Indigenous Support Development
The privilege of partnership
What are the social taboos in your culture?
In Russia, it’s taboo to give an even number of flowers. In Japan, it’s taboo to walk into a home with your shoes on. In Brazil, it’s taboo to wear purple lipstick.
While there are differences in what is considered socially acceptable in different cultures, in many parts of the world it’s considered taboo to ask people for money. It’s considered inappropriate or rude. It’s often thought of as begging.
The IFES Indigenous Support Development (ISD) program has a different perspective: it prizes partnership. If gospel ministry in universities is to continue, partnership is essential: in prayer, resources, personnel and finances. To partner in God’s kingdom work through these means is not burdensome or shameful, but a blessing and a privilege. The ISD program equips and trains national movements to develop sustainable funding through partnerships at the local level with students, graduates, churches and even companies. It enables movements to move away from over-dependence on unpredictable external funding.
Keep reading to find out how movements and students in Burundi, Eurasia and Guyana have benefited from ISD training.
New partners in Burundi
Oscar Nduwarugira, the General Secretary of UGBB Burundi, embarked on the ISD program with some hesitation, but has been encouraged to see new partners come on board:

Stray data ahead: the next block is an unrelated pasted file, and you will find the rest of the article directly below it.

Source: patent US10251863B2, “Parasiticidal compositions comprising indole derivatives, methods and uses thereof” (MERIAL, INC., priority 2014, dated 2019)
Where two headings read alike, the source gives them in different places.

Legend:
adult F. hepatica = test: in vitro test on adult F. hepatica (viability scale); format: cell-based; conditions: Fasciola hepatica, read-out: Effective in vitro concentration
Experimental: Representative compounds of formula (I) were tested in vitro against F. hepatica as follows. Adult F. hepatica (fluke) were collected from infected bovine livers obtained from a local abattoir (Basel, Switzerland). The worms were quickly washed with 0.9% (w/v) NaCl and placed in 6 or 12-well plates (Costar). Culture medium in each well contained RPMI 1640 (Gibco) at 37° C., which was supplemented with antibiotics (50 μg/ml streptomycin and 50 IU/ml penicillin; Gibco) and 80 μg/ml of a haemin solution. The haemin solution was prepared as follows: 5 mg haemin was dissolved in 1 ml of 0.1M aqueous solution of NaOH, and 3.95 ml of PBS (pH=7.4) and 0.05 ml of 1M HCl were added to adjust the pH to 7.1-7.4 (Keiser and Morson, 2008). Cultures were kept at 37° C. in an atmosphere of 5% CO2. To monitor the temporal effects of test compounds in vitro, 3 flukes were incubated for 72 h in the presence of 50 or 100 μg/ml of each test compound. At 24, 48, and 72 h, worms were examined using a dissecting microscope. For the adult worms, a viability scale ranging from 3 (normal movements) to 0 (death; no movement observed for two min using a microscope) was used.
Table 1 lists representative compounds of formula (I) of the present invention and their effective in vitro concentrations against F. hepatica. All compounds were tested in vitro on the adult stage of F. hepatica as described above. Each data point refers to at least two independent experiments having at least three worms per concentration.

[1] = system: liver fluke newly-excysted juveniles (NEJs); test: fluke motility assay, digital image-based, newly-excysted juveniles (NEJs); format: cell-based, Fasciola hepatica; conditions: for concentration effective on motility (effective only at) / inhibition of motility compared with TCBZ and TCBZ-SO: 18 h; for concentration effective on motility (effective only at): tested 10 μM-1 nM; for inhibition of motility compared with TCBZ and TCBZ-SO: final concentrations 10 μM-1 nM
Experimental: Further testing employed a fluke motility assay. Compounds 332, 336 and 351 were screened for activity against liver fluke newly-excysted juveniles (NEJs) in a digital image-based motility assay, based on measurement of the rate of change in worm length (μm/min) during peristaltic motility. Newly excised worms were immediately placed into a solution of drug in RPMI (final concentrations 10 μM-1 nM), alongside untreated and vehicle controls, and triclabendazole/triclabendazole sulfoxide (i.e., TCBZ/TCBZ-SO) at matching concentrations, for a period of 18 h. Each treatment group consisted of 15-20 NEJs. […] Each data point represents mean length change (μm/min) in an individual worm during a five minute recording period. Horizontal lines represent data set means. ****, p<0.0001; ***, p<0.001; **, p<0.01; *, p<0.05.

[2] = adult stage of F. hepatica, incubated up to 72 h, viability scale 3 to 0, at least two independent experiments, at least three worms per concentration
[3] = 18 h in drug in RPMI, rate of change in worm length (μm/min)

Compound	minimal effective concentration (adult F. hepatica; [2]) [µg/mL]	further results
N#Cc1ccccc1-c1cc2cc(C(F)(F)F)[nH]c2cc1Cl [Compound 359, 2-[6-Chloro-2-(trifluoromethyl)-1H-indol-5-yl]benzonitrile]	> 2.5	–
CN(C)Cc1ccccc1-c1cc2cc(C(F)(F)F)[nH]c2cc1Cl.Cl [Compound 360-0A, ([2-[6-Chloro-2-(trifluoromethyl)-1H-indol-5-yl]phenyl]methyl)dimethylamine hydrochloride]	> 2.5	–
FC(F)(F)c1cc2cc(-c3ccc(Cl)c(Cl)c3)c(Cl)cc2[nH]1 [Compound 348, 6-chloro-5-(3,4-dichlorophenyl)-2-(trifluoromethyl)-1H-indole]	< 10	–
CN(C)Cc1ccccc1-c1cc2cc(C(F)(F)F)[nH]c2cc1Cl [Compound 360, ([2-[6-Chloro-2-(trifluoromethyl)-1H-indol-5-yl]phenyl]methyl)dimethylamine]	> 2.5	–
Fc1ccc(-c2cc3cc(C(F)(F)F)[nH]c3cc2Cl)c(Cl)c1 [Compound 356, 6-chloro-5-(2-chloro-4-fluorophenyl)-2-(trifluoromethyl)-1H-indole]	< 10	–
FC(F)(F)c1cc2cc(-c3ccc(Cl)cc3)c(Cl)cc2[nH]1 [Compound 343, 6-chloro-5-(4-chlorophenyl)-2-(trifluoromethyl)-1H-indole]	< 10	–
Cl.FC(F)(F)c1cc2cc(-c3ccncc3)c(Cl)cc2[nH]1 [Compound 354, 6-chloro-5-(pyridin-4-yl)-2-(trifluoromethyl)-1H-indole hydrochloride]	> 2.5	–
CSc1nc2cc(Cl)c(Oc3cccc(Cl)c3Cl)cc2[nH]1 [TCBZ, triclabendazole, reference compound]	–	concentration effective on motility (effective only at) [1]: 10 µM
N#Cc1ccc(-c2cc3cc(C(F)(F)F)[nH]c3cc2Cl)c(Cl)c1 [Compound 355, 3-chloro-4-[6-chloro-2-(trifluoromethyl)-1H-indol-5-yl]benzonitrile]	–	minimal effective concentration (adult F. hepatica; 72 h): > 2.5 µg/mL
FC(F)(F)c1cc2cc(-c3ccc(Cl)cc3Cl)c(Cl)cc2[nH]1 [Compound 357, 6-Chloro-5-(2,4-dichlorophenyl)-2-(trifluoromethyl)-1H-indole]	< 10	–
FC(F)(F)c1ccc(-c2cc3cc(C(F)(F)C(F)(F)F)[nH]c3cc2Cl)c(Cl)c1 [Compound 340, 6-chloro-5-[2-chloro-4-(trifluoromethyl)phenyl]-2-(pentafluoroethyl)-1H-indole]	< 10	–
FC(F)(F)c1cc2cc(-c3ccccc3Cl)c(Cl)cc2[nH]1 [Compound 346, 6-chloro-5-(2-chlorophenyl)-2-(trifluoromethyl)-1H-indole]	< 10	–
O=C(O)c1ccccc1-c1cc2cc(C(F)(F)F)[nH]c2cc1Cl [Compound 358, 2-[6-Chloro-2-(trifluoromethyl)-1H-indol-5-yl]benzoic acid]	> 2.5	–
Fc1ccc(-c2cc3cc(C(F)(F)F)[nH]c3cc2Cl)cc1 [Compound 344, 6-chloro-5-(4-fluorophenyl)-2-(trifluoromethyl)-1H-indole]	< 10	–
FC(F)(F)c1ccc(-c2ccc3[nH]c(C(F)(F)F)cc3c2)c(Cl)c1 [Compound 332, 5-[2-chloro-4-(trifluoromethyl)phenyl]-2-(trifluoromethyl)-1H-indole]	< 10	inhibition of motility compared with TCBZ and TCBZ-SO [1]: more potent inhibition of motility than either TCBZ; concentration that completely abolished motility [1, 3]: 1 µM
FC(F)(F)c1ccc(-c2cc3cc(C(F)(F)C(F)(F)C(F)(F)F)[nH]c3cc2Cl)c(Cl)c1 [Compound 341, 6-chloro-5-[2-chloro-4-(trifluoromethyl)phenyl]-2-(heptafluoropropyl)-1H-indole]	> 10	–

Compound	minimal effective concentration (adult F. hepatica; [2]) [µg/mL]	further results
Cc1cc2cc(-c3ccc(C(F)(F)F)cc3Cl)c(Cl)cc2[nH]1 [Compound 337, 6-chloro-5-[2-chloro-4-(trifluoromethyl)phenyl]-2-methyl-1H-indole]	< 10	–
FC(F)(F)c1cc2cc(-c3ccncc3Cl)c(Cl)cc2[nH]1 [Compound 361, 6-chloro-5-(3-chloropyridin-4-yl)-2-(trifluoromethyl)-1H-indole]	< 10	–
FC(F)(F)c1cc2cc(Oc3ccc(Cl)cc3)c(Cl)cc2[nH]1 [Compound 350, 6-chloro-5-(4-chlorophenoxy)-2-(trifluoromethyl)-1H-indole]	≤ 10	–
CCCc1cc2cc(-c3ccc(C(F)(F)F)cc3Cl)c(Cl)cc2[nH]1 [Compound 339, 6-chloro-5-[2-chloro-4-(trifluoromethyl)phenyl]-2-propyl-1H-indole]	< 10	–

“We started the implementation of the ISD project with a lot of shyness and trial and error. But to our surprise, we found that our people are willing to give to the movement, and that they are only waiting for our invitation! From starting with less than 20 donors we were able to reach more than 100 donors.”
The extra finances raised have funded student ministry activities, two new members of staff and the construction of the UGBB headquarters to support student ministry.
New staff for Eurasia
Staff member Y in Eurasia reflected on the impact the ISD training has had on her personally, and on her national movement:
“The first impact that the ISD program had on me was to change my attitude to fundraising. I realised after attending the ISD training that before teaching people any practical skills, we need to go deeper together in Scripture and see what the Bible says about fund development. Studying the Bible passages had a big influence on changing perspectives of the team and helped to deal with fears in fund raising. In the last two years due to the impact of the ISD training and mentoring, the staff team grew from five full-time and one part-time to 12 full-time staff! This is the biggest team we’ve ever had as a student ministry.”
New students reached in Guyana
General Secretary Flemlyn Ragobeer shared how ISD is helping IS/IVCF Guyana reach more students with the good news of Jesus:
“We have grown in the number of donors, partnerships with churches and general funds. As a result, we have been able to serve more students with our regular programs and have initiated new ones like our HOPE Suicide Prevention Program. Due to the increase in funds, we can travel to farther counties in Guyana, taking the gospel and training to students and teachers we serve.”
Join us in thanking God for his ever-faithful provision, and for the privilege of being partners in his kingdom work. And let’s be praying that, in the changing and challenging economic climate, God would help national movements reach a position of financial sustainability through the development of local partnerships in the years ahead.